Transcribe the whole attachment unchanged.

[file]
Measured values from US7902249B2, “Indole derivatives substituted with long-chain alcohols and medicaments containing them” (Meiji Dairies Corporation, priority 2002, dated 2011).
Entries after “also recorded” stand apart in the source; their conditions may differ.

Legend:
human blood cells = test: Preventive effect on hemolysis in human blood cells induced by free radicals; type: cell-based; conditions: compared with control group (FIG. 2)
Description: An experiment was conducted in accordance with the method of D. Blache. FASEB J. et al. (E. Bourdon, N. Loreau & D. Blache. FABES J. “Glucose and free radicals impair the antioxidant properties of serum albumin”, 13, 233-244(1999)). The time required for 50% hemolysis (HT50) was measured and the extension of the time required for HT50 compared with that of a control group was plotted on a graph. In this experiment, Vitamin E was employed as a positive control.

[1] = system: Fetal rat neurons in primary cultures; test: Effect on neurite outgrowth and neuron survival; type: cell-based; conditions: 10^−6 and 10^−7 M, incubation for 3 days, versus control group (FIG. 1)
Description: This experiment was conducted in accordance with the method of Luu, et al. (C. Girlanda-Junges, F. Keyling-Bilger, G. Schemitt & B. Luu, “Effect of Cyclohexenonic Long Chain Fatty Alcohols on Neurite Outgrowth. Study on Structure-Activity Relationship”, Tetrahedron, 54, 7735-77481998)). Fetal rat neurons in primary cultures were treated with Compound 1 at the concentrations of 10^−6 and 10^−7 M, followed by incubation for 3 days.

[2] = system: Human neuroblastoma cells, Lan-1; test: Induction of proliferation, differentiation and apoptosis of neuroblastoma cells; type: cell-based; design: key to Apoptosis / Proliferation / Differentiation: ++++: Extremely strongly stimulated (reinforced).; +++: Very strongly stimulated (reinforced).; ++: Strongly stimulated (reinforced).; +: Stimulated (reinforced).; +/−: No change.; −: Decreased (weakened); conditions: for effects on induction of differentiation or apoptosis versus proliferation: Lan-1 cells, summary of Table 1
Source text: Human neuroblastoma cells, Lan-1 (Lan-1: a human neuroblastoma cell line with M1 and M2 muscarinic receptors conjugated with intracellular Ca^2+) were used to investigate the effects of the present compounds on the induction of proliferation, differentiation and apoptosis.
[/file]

Measured values from US7902249B2, “Indole derivatives substituted with long-chain alcohols and medicaments containing them” (Meiji Dairies Corporation, priority 2002, dated 2011).
Entries after “also recorded” stand apart in the source; their conditions may differ.

Legend:
human blood cells = test: Preventive effect on hemolysis in human blood cells induced by free radicals; type: cell-based; conditions: compared with control group (FIG. 2)
Description: An experiment was conducted in accordance with the method of D. Blache. FASEB J. et al. (E. Bourdon, N. Loreau & D. Blache. FABES J. “Glucose and free radicals impair the antioxidant properties of serum albumin”, 13, 233-244(1999)). The time required for 50% hemolysis (HT50) was measured and the extension of the time required for HT50 compared with that of a control group was plotted on a graph. In this experiment, Vitamin E was employed as a positive control.

[1] = system: Fetal rat neurons in primary cultures; test: Effect on neurite outgrowth and neuron survival; type: cell-based; conditions: 10^−6 and 10^−7 M, incubation for 3 days, versus control group (FIG. 1)
Description: This experiment was conducted in accordance with the method of Luu, et al. (C. Girlanda-Junges, F. Keyling-Bilger, G. Schemitt & B. Luu, “Effect of Cyclohexenonic Long Chain Fatty Alcohols on Neurite Outgrowth. Study on Structure-Activity Relationship”, Tetrahedron, 54, 7735-77481998)). Fetal rat neurons in primary cultures were treated with Compound 1 at the concentrations of 10^−6 and 10^−7 M, followed by incubation for 3 days.

[2] = system: Human neuroblastoma cells, Lan-1; test: Induction of proliferation, differentiation and apoptosis of neuroblastoma cells; type: cell-based; design: key to Apoptosis / Proliferation / Differentiation: ++++: Extremely strongly stimulated (reinforced).; +++: Very strongly stimulated (reinforced).; ++: Strongly stimulated (reinforced).; +: Stimulated (reinforced).; +/−: No change.; −: Decreased (weakened); conditions: for effects on induction of differentiation or apoptosis versus proliferation: Lan-1 cells, summary of Table 1
Source text: Human neuroblastoma cells, Lan-1 (Lan-1: a human neuroblastoma cell line with M1 and M2 muscarinic receptors conjugated with intracellular Ca^2+) were used to investigate the effects of the present compounds on the induction of proliferation, differentiation and apoptosis.